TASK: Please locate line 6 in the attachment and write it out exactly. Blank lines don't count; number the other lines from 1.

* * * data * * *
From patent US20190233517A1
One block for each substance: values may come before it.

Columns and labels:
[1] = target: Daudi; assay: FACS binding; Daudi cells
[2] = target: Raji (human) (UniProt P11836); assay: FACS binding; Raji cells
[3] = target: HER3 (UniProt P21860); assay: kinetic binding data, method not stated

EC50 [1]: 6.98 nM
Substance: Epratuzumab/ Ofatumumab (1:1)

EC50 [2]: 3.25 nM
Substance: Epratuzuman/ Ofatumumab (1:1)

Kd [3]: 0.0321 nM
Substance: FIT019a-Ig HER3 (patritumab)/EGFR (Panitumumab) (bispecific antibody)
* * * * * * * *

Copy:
[3] = target: HER3 (UniProt P21860); assay: kinetic binding data, method not stated